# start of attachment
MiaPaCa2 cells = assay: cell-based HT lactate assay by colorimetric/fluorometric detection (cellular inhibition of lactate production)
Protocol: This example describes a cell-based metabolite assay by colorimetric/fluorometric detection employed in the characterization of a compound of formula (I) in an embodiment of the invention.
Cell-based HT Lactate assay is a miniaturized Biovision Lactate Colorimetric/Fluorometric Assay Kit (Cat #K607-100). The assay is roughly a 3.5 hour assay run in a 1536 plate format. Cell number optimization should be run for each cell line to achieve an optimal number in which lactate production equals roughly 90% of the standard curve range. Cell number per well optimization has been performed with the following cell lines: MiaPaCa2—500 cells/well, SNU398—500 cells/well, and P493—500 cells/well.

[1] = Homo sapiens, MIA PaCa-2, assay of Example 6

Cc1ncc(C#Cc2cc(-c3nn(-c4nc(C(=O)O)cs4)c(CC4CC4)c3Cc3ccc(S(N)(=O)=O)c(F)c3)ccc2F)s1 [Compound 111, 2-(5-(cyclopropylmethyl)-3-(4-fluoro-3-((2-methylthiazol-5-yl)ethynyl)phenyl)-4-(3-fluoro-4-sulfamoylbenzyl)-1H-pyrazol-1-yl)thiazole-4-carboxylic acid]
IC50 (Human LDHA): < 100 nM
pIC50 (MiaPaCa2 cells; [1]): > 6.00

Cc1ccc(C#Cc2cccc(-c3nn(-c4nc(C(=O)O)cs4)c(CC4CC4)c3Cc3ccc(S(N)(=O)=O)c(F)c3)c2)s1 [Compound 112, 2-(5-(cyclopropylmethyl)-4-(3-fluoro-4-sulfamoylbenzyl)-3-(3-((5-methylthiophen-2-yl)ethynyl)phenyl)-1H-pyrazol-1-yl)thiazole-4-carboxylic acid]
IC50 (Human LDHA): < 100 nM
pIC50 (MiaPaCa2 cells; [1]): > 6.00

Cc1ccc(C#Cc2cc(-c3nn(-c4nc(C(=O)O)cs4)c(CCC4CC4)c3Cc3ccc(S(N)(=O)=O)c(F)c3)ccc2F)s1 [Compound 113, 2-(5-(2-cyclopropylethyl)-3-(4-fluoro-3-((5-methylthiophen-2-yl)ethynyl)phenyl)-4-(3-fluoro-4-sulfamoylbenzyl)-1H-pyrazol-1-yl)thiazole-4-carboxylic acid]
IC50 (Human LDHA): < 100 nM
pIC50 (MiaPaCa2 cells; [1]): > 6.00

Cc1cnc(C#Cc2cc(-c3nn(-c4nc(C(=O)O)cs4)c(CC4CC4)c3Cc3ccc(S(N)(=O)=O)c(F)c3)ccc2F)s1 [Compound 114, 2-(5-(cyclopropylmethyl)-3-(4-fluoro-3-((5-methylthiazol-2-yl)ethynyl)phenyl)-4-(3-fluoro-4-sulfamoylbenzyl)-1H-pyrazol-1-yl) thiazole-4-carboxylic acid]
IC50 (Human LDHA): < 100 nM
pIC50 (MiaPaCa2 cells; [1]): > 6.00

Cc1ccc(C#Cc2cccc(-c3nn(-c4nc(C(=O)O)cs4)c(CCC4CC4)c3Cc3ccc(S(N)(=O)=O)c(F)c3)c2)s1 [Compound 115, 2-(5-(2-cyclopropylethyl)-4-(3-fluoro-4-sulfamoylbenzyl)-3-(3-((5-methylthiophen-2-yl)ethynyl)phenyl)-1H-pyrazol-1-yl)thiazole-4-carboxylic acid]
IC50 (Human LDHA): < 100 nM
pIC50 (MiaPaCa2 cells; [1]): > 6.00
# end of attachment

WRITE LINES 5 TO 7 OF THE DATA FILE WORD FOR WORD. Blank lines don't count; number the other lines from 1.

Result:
Cc1ncc(C#Cc2cc(-c3nn(-c4nc(C(=O)O)cs4)c(CC4CC4)c3Cc3ccc(S(N)(=O)=O)c(F)c3)ccc2F)s1 [Compound 111, 2-(5-(cyclopropylmethyl)-3-(4-fluoro-3-((2-methylthiazol-5-yl)ethynyl)phenyl)-4-(3-fluoro-4-sulfamoylbenzyl)-1H-pyrazol-1-yl)thiazole-4-carboxylic acid]
IC50 (Human LDHA): < 100 nM
pIC50 (MiaPaCa2 cells; [1]): > 6.00